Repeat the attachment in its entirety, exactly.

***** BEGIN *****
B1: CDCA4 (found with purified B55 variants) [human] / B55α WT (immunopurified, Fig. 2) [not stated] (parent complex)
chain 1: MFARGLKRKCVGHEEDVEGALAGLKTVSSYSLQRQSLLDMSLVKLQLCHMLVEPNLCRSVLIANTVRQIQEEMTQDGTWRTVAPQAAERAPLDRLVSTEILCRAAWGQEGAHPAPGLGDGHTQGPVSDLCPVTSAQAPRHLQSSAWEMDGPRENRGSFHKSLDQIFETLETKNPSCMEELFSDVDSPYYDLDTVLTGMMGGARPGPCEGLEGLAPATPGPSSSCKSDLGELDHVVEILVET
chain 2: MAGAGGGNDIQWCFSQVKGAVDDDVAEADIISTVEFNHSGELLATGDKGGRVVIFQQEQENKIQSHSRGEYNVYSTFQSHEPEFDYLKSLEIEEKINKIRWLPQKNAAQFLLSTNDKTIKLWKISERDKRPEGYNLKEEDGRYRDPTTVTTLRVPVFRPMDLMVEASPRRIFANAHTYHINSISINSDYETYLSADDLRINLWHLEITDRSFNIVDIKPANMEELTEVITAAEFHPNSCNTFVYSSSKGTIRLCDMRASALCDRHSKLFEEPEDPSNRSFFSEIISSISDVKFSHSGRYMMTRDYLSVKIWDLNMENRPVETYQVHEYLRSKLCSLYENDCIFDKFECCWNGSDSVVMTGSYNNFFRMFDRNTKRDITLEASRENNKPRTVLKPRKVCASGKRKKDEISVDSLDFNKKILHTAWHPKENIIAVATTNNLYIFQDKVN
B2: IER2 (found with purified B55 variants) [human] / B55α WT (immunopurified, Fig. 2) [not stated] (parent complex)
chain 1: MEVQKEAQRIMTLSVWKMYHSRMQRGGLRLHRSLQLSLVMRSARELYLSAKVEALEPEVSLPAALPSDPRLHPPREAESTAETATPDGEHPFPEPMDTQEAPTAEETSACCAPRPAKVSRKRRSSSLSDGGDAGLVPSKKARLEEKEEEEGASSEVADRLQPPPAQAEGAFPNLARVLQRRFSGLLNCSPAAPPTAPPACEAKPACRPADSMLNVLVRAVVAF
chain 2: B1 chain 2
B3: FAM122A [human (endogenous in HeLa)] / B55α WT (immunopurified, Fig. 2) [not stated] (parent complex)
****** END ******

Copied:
B1: CDCA4 (found with purified B55 variants) [human] / B55α WT (immunopurified, Fig. 2) [not stated] (parent complex)
chain 1: MFARGLKRKCVGHEEDVEGALAGLKTVSSYSLQRQSLLDMSLVKLQLCHMLVEPNLCRSVLIANTVRQIQEEMTQDGTWRTVAPQAAERAPLDRLVSTEILCRAAWGQEGAHPAPGLGDGHTQGPVSDLCPVTSAQAPRHLQSSAWEMDGPRENRGSFHKSLDQIFETLETKNPSCMEELFSDVDSPYYDLDTVLTGMMGGARPGPCEGLEGLAPATPGPSSSCKSDLGELDHVVEILVET
chain 2: MAGAGGGNDIQWCFSQVKGAVDDDVAEADIISTVEFNHSGELLATGDKGGRVVIFQQEQENKIQSHSRGEYNVYSTFQSHEPEFDYLKSLEIEEKINKIRWLPQKNAAQFLLSTNDKTIKLWKISERDKRPEGYNLKEEDGRYRDPTTVTTLRVPVFRPMDLMVEASPRRIFANAHTYHINSISINSDYETYLSADDLRINLWHLEITDRSFNIVDIKPANMEELTEVITAAEFHPNSCNTFVYSSSKGTIRLCDMRASALCDRHSKLFEEPEDPSNRSFFSEIISSISDVKFSHSGRYMMTRDYLSVKIWDLNMENRPVETYQVHEYLRSKLCSLYENDCIFDKFECCWNGSDSVVMTGSYNNFFRMFDRNTKRDITLEASRENNKPRTVLKPRKVCASGKRKKDEISVDSLDFNKKILHTAWHPKENIIAVATTNNLYIFQDKVN
B2: IER2 (found with purified B55 variants) [human] / B55α WT (immunopurified, Fig. 2) [not stated] (parent complex)
chain 1: MEVQKEAQRIMTLSVWKMYHSRMQRGGLRLHRSLQLSLVMRSARELYLSAKVEALEPEVSLPAALPSDPRLHPPREAESTAETATPDGEHPFPEPMDTQEAPTAEETSACCAPRPAKVSRKRRSSSLSDGGDAGLVPSKKARLEEKEEEEGASSEVADRLQPPPAQAEGAFPNLARVLQRRFSGLLNCSPAAPPTAPPACEAKPACRPADSMLNVLVRAVVAF
chain 2: B1 chain 2
B3: FAM122A [human (endogenous in HeLa)] / B55α WT (immunopurified, Fig. 2) [not stated] (parent complex)